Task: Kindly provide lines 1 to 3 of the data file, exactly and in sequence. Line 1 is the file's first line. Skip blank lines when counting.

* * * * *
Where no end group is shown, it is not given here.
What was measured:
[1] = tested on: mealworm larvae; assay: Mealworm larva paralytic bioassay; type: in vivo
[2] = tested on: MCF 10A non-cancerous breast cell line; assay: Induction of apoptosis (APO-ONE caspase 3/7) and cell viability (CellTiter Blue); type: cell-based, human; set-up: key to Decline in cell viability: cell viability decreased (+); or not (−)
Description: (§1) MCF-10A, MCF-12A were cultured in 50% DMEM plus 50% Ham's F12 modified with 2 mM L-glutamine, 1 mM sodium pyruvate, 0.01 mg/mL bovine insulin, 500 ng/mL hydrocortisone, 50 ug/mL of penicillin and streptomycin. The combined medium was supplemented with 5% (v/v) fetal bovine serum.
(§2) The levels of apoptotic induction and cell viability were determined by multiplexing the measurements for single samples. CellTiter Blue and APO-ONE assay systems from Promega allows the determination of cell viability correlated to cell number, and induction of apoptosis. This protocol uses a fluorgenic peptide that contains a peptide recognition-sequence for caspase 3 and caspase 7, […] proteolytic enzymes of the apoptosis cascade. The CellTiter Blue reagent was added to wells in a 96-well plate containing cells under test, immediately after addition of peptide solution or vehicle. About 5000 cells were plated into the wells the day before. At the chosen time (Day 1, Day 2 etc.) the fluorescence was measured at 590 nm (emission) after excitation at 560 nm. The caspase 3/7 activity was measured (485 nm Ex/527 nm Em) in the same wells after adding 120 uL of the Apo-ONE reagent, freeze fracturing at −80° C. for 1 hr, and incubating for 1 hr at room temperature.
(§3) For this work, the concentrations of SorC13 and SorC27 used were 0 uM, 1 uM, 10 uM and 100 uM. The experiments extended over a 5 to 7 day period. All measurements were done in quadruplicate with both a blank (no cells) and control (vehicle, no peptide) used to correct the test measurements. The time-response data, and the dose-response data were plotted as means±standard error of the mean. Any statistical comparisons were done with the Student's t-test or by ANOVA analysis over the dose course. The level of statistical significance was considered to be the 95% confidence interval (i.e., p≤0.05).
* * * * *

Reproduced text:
Where no end group is shown, it is not given here.
What was measured:
[1] = tested on: mealworm larvae; assay: Mealworm larva paralytic bioassay; type: in vivo